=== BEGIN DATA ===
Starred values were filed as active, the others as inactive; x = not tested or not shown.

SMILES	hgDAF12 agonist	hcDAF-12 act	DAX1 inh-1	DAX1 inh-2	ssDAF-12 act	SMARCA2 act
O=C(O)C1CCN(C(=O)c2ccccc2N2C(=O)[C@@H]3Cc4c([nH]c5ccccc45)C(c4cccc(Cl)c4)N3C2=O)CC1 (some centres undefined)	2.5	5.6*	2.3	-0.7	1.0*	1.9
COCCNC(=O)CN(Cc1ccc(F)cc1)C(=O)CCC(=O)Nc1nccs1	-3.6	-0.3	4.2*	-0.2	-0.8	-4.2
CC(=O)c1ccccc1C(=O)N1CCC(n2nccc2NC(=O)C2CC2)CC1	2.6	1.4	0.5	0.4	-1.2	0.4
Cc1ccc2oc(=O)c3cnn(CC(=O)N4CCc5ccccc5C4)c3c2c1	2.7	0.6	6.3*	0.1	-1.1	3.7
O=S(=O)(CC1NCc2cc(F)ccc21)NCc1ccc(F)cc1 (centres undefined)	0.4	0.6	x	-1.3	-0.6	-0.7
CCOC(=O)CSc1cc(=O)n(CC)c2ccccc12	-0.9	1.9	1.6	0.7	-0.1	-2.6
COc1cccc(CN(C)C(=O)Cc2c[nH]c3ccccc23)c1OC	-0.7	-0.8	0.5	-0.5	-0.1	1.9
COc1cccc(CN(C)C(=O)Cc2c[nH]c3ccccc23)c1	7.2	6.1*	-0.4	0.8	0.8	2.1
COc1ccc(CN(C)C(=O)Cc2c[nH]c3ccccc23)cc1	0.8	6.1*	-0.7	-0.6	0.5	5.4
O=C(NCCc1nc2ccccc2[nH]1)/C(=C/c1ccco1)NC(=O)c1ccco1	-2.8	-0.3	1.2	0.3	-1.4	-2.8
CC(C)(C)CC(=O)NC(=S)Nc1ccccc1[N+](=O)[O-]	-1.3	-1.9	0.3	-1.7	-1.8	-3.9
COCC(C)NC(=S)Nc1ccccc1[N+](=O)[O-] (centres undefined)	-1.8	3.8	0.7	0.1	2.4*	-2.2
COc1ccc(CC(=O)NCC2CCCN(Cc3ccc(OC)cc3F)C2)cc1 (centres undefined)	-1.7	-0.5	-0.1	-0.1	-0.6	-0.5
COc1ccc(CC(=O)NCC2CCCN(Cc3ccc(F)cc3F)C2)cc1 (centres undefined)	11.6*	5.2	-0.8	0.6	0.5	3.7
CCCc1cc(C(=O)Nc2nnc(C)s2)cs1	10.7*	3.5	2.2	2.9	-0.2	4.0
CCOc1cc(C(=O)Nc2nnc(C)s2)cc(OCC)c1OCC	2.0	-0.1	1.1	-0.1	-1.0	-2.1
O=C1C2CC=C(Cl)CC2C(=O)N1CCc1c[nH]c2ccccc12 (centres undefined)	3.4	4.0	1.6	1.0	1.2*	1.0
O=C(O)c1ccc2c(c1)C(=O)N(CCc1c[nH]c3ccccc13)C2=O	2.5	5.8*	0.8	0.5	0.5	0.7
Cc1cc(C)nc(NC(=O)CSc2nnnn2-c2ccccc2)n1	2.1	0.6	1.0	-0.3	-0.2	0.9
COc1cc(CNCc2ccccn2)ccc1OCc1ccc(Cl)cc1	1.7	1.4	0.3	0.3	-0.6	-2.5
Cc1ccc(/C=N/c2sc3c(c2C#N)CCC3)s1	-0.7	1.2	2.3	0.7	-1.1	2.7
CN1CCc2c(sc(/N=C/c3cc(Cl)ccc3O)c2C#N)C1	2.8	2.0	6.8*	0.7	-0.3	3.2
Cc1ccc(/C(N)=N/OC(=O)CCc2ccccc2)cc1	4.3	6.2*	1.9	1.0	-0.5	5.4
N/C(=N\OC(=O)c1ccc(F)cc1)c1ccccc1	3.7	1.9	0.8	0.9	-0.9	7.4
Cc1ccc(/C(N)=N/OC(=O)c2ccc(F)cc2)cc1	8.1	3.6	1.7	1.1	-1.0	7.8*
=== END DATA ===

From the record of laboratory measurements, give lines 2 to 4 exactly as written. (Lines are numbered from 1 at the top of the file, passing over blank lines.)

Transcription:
SMILES	hgDAF12 agonist	hcDAF-12 act	DAX1 inh-1	DAX1 inh-2	ssDAF-12 act	SMARCA2 act
O=C(O)C1CCN(C(=O)c2ccccc2N2C(=O)[C@@H]3Cc4c([nH]c5ccccc45)C(c4cccc(Cl)c4)N3C2=O)CC1 (some centres undefined)	2.5	5.6*	2.3	-0.7	1.0*	1.9
COCCNC(=O)CN(Cc1ccc(F)cc1)C(=O)CCC(=O)Nc1nccs1	-3.6	-0.3	4.2*	-0.2	-0.8	-4.2